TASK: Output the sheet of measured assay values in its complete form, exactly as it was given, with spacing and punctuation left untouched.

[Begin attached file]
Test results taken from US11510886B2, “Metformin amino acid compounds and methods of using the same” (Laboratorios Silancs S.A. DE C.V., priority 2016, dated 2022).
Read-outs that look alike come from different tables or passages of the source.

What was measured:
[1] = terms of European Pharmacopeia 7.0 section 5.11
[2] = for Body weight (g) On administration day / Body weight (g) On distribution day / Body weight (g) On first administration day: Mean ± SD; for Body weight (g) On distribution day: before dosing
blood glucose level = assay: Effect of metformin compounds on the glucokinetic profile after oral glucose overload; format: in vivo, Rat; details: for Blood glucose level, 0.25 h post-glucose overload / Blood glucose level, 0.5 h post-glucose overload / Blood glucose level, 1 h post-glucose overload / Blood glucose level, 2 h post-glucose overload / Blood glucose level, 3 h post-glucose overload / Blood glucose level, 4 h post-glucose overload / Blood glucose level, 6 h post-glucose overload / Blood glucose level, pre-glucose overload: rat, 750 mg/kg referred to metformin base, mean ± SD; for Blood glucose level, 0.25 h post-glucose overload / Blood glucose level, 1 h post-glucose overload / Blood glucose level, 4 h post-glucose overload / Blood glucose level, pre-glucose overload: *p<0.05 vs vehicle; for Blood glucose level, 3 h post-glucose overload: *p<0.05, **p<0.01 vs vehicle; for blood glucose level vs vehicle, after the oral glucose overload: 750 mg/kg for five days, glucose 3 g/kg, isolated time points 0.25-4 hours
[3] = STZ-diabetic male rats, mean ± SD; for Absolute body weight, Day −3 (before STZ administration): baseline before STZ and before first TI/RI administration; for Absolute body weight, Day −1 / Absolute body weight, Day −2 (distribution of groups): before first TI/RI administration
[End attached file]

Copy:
Test results taken from US11510886B2, “Metformin amino acid compounds and methods of using the same” (Laboratorios Silancs S.A. DE C.V., priority 2016, dated 2022).
Read-outs that look alike come from different tables or passages of the source.

What was measured:
[1] = terms of European Pharmacopeia 7.0 section 5.11
[2] = for Body weight (g) On administration day / Body weight (g) On distribution day / Body weight (g) On first administration day: Mean ± SD; for Body weight (g) On distribution day: before dosing
blood glucose level = assay: Effect of metformin compounds on the glucokinetic profile after oral glucose overload; format: in vivo, Rat; details: for Blood glucose level, 0.25 h post-glucose overload / Blood glucose level, 0.5 h post-glucose overload / Blood glucose level, 1 h post-glucose overload / Blood glucose level, 2 h post-glucose overload / Blood glucose level, 3 h post-glucose overload / Blood glucose level, 4 h post-glucose overload / Blood glucose level, 6 h post-glucose overload / Blood glucose level, pre-glucose overload: rat, 750 mg/kg referred to metformin base, mean ± SD; for Blood glucose level, 0.25 h post-glucose overload / Blood glucose level, 1 h post-glucose overload / Blood glucose level, 4 h post-glucose overload / Blood glucose level, pre-glucose overload: *p<0.05 vs vehicle; for Blood glucose level, 3 h post-glucose overload: *p<0.05, **p<0.01 vs vehicle; for blood glucose level vs vehicle, after the oral glucose overload: 750 mg/kg for five days, glucose 3 g/kg, isolated time points 0.25-4 hours
[3] = STZ-diabetic male rats, mean ± SD; for Absolute body weight, Day −3 (before STZ administration): baseline before STZ and before first TI/RI administration; for Absolute body weight, Day −1 / Absolute body weight, Day −2 (distribution of groups): before first TI/RI administration